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Modernizing the Columbia River Treaty

col.gorgeSunday, August 9, 2015

By Becky Kramer

NAKUSP, British Columba – Crystal and Janet Spicer grew up in a white-frame farmhouse on 60 fertile acres along the Columbia River in Canada. Their dad was a local legend for the asparagus and other row crops he produced from the rich, loamy soil.

After surviving the aerial gunfights of World War II, Christopher Spicer – a veteran of Britian’s Royal Air Force – immigrated to British Columbia in search of a quiet life on a farm. At Nakusp, he found land he liked, along with a woman who shared his love for growing things. They settled down to raise twin girls.

But bigger forces were at work, which would disrupt the Spicers and hundreds of other Canadian families living along the river.

Chris Spicer’s farm was flooded by Hugh Keenleyside Dam, one of three massive storage reservoirs built in Canada as a result of the 1964 Columbia River Treaty. Half a century later, the dams still incite resentment in some B.C. residents, who felt their government sold out to downstream U.S. interests in Washington and Oregon. As the two nations prepare to renegotiate the treaty, they want changes in how the dams operate.

Most Northwest residents have never heard of the treaty dams, but they benefit daily from their presence.

The reservoirs behind Hugh Keenleyside, Duncan and Mica dams store 15.5 million acre feet of water, enough to refill Lake Coeur d’Alene seven times.

During drought years – like this one – Canada releases water from the reservoirs to help keep turbines turning at U.S. dams downstream and to provide river flows for migrating salmon and steelhead.

When Northwest electricity use shoots up during the winter months, water from Canada boosts hydropower generation in the U.S. When Portland and other cities are threatened by flooding, Canada holds back water behind the dams.

Both countries have benefited from the treaty, which coordinates flows along the 1,270-mile river.

Building reservoirs in Canada increased downstream electric generation by about 1,000 megawatts, nearly enough to power a city the size of Seattle. Canada gets an annual payment of about $250 million for that electricity.

But residents of Nakusp and other B.C. communities have never forgotten they were part of a “sacrifice zone,” with their lands flooded to provide benefits to faraway urban areas, mostly in the U.S.

The dams were built over the span of a decade in the 1960s and ’70s, creating social upheaval still felt today, said Eileen Delehanty Pearkes, a Nelson, B.C., resident and author of a forthcoming book, “A River Captured,” about the Columbia River Treaty.

“I don’t think Americans have any idea what the cost was to this region. Many Canadians have no idea, either,” Pearkes said. “It happened so fast that it left a deep scar.”

Nakusp, a picturesque town about five hours north of Spokane, is located on the 150-mile long reservoir behind Hugh Keenleyside Dam.

At the edge of town, the Columbia rises and falls as much as 70 feet – about the height of a nine-story building. In early spring, the river is drawn down to make room for later runoff, exposing mudflats that dry out and blanket the town with choking dust storms.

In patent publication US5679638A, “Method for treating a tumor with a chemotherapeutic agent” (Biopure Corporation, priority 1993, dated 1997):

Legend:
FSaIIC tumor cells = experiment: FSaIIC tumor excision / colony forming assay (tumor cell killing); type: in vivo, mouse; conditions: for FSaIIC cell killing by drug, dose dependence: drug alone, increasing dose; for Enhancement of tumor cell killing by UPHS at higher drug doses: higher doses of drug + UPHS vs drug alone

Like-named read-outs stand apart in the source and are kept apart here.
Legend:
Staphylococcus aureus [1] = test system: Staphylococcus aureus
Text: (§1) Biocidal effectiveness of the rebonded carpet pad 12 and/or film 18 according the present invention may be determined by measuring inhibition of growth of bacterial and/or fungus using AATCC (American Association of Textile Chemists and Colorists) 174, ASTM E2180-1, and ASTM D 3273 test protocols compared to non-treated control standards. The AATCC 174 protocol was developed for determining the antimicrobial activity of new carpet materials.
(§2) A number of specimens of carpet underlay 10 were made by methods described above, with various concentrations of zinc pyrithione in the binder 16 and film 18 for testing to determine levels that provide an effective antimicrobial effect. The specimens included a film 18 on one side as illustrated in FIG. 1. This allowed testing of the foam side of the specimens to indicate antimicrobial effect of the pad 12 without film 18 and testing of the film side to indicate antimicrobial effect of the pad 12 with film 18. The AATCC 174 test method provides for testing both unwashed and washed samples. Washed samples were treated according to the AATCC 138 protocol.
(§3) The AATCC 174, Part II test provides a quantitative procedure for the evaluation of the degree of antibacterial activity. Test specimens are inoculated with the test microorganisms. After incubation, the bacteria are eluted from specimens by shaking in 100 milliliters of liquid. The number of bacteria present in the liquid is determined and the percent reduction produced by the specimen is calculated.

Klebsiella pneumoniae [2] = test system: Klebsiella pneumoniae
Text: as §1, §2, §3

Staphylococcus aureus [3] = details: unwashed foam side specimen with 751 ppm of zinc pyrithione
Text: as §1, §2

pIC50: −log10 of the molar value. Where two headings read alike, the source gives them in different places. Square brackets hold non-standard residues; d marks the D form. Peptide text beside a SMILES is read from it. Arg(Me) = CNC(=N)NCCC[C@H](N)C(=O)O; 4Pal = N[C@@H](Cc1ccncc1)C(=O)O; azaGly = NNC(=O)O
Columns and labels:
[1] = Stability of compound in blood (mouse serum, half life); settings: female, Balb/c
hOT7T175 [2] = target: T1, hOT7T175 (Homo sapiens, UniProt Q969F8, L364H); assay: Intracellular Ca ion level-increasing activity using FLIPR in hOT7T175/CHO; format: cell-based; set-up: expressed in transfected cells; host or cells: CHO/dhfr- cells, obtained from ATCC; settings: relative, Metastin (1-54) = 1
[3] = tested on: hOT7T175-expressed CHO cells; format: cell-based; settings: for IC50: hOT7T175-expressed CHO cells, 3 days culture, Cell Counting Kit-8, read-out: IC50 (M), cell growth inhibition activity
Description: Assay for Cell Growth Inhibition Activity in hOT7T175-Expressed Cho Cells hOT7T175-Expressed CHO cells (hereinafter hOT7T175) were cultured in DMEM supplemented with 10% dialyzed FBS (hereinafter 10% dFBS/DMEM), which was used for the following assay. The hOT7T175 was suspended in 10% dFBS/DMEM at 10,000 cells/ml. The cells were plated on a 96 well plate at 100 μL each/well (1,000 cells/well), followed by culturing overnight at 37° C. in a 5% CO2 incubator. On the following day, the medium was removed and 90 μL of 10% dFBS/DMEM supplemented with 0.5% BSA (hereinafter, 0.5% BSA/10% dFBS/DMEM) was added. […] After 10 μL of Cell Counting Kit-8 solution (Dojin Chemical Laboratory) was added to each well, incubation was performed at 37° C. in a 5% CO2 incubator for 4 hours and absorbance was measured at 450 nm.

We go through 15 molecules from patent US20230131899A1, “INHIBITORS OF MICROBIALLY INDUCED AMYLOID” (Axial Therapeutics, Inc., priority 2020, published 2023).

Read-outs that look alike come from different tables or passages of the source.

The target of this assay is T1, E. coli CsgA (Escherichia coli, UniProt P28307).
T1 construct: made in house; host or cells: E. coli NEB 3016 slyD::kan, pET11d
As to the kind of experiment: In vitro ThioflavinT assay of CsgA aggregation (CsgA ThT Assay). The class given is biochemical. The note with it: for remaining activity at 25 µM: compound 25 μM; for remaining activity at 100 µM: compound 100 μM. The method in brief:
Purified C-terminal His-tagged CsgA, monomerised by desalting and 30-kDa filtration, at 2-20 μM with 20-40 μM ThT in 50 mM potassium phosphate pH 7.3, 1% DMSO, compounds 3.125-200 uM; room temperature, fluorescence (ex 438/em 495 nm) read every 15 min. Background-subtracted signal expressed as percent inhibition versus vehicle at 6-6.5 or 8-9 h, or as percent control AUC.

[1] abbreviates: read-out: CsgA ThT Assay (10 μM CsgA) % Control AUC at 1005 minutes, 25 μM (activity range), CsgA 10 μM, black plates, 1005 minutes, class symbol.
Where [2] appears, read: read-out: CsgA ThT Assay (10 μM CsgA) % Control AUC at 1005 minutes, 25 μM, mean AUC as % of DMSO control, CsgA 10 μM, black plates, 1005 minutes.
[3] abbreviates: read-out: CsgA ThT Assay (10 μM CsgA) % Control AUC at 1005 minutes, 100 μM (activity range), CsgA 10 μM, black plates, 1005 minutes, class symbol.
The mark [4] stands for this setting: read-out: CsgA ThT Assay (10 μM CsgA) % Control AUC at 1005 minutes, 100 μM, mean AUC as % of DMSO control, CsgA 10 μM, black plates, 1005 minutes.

The city’s swimming beach is high and dry this summer because of water releases to augment flows on the Lower Columbia. The reservoir is 20 feet lower than normal for this time of year, and it’s scheduled to drop another 15 feet in August.

“It’s major for us. We’re living with the impacts every day,” said Karen Hamling, Nakusp’s mayor.

She and others are pushing for less extreme fluctuations in water levels.

The B.C. government has commissioned a study on operating Canadian reservoirs at more stable levels, which will be out later this year. If Canada moves that direction, there would be downstream effects.

Big fluctuations in water levels behind B.C. dams allow U.S. reservoirs to operate at more constant levels, Pearkes said. One example is Lake Roosevelt, the reservoir behind Grand Coulee Dam. Despite the drought, water levels are within three feet of full pool this summer.

For Crystal and Janet Spicer, the reservoir issue is deeply personal. Hugh Keenleyside Dam was named for a Canadian diplomat who became a co-chairman of BC Hydro, the government corporation that built and operates the treaty dams.

The sisters remember the day Keenleyside stood in their yard, shouting at their dad. Chris Spicer had organized a group of farmers opposed to the dam’s construction. Two proud, unyielding men faced off that day.

“Hugh Keenleyside said Dad should be grateful to BC Hydro for taking his family away from this decrepit farmhouse,” Crystal Spicer said.

Shortly afterward, Chris Spicer had the first of two major heart attacks. His family attributed them to stress.

“It truly touched his soul,” Janet Spicer said. “When you’re a farmer, you live the land in every way. Then you see the water coming in and covering everything you love.

A dam-builder’s dream

The Columbia River gets its start in British Columbia’s snowy interior. Canada’s portion of the watershed is a dam-builder’s dream, with narrow valleys bordered by steep mountains.

When U.S. engineers started looking for places to build additional storage reservoirs in the 1940s, they quickly realized the best spots were north of the border. British Columbia was an eager ally in the effort.

Both governments had their eye on the kilowatts to be gained from damming the river in Canada and strategically running that water through downstream hydropower plants. Preventing floods was also a consideration.

In 1948, the Columbia experienced its second-highest flows on record, with a million cubic feet of water roaring down the river. The floods caused millions of dollars in damage from Trail, B.C., to Portland. More than 50 people were killed, and 30,000 lost their homes. The city of Vanport, Oregon, an African-American community north of downtown Portland, was destroyed when a dike broke and the Columbia flooded the low-lying city.

For the Spicer family, 1948 was a landmark year as well. Chris Spicer and his wife, Jean, bought an old dairy farm in Nakusp. They set out to make it an agricultural showpiece.

In Jean, Spicer had found his soulmate – she’d graduated from the University of British Columbia with a botany degree. While he cultivated fields, she planted flower bulbs along the irrigation ditches for beauty.